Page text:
Conceptually, this phenomenon is pretty cool. Its influences are obvious, but not directly ripped-off. Which is apparently hard to do in the world of board games.

Epilogue A is one of the few “good” endings in Coma Ward. In fact, this whole phenomenon has a very sardonic, yet playful, tone to it.

Epilogue B is one of my favorite epilogues in all of Coma Ward. It isn’t the only misanthropic ending. Heck, it isn’t even the most nihilistic.

This is also one of the easiest to learn/pick-up-and-play Phenomenon in Coma Ward. It also offers some great open-ended options for strategy.
Players with larger parties an split the group. One set of folks can keep exploring the Hospital, looking for weapons, while the other set gets the serum and starts inoculating everyone.

Players with smaller groups can stick together to try and position themselves so they are in range of as few Ravenous Diseased as possible while trading items to keep the weapons in the healthiest player’s hands.

I’d say it’s my Xth favorite

So, how do I rank this particular phenomenon against the others of the core set? 

Rabid is probably my 9th favorite concerning narrative and general concept. It’s just zombies with a fresh coat of paint. It’s not as “epic” as Zombicide, but Coma Ward doesn’t star Roddy Piper, so that makes sense.

As far as gameplay goes, I rank this phenomenon as my 11th favorite in the core set (3rd from the bottom). The poor directions on the Ravenous Disease just mixed too many people up and hearing that some folks didn’t have a good experience knocks this one down several pegs.

Granted, with my corrected Ravenous Disease text in the section above I’d bump this phenomenon to my 8th favorite. Not the best or most innovative game. But, there’s some avenues for strategy and player freedom in here. That’s what Coma Ward’s all about.

There ya go, how I feel about Phenomenon 1, Rabid.
Feel free to leave some feedback. 

Phenomenon 13 (KS Exclusive/The Green Box)

“All That We See Or Seem” is the 13th phenomenon of Coma Ward. It’s the phenomenon people have seen the most if they watched the play through video on the Kickstarter page or read any of the previews. It also sets a great tone for how a game of Coma Ward typically plays out.

What’s in the box?

Inside the box, you’ll find a Phenomenon Rules Sheet that gives an explanation of what clues you found, a breakdown of recommended player count and estimated play-time, someone’s rambling prose, instructions for what to do with the rest of the box’s content, and some rules for how the game has shifted.  You’ll also find a deck of “Nightmares”, a Nightmare explanation card, six Goal cards, and six Epilogues.

Everyone gets a random Goal with some story text and an objective they need to complete to win the game. These have some story text that tells you what your personal nightmare is and tell you what your objective is. These are also completely hidden.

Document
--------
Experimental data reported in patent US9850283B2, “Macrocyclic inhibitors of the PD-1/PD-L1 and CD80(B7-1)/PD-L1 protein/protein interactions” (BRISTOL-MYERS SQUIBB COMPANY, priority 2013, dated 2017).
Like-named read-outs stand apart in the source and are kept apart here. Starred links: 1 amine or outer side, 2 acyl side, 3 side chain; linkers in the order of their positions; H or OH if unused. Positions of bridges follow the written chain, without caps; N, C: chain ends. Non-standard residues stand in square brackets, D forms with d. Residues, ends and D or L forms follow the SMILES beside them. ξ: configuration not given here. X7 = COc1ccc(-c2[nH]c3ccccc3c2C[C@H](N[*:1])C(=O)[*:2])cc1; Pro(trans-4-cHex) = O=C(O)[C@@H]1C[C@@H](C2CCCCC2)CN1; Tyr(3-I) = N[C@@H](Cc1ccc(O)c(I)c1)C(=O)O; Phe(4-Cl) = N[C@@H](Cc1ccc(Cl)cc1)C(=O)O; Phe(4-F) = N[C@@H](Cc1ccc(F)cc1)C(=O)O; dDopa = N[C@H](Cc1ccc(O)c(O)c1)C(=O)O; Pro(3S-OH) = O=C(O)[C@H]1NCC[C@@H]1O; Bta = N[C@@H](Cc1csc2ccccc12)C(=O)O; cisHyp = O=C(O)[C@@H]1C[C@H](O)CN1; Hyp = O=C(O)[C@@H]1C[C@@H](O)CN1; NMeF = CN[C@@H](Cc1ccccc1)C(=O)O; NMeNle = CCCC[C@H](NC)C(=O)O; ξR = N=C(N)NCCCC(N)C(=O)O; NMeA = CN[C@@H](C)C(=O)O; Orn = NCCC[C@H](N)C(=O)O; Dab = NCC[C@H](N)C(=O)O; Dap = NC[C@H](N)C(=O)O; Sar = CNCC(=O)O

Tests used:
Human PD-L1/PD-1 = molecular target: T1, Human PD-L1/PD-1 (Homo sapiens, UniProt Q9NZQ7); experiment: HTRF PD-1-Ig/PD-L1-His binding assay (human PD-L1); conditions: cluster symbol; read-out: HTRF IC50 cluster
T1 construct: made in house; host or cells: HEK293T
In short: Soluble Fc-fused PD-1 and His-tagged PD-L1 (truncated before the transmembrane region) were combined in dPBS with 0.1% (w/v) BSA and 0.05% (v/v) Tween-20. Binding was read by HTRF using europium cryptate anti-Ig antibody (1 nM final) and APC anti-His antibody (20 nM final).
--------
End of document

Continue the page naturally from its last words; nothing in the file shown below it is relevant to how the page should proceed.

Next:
From now on, at the start of each player’s turn that player will make a Focus Check. If they BOMB that check, they draw two Nightmare cards. If they get do well on that Focus Check, they draw a single Nightmare card. If they ace that check, nothing happens and the nightmares are kept at bay for a moment. And if their Focus Check is just a meteor shower of suspense and successes, the player can stack the nightmare deck.

All the nightmares either directly affect the player, meaning the nightmare doesn’t interact with the board space or have the ability to affect multiple players, or are malevolent force that cannot be attacked or defeated.

Where’d you steal THIS from?

Most obviously, I was inspired by “Nightmare on Elm Street.” But, honestly, this concept is such a common one that it makes perfect sense for me to have stolen it from an episode of Sponge-bob or a GEICO commercial.

The collective unconscious is something that’s always fascinated me. From the works of Joseph Campbell and the monomyth to the pantheistic beliefs of some Native American cultures, the idea that reality is a shared vision and our dreams are where our sub-consciousness speak to one another is just a cool thought to me. 

Now, I can’t precisely recall if I’ve seen or read anything where a group of folks is sharing the same dream-space and experiencing different nightmares. So, I may have actually put an original idea in this game. But, I’m not going to give myself too much credit. It’s more likely I saw this played out in an anime or horror movie some years ago and the originator’s title is just buried under decades of media in the storeroom of my mind.

Oh, and the title is straight up stolen from the works of Edgar Allen Poe. Because I am a horrid writer and since Poe is in the public domain I can just slap his finely crafted work on my own and claim the credit. Yay for pre-Walt Disney lobbying copyright laws!

This is the worst game I’ve ever played and here’s why…

Many of the complaints so politely presented to me about Coma Ward have to do with the first half of the game. Some folks dislike the ambiguity and randomosity of the Prologue. One person even described it as “senselessly moving from room to room, rolling dice, and just reading cards.” Which is weird because that person went on to tell me how much they love Gloomhaven… and that game is just senselessly moving from room to room and playing War against the game.*

“All That We See or Seem” is a phenomenon that can a bit disproportionate to folks if the prologue went a particular way. See, each of those “Goal” cards either requires players to end their turn on a specific Tile or take a certain action against another player… Fight them. Combat is the only action you can take against another player. I don’t know why I was being vague about it.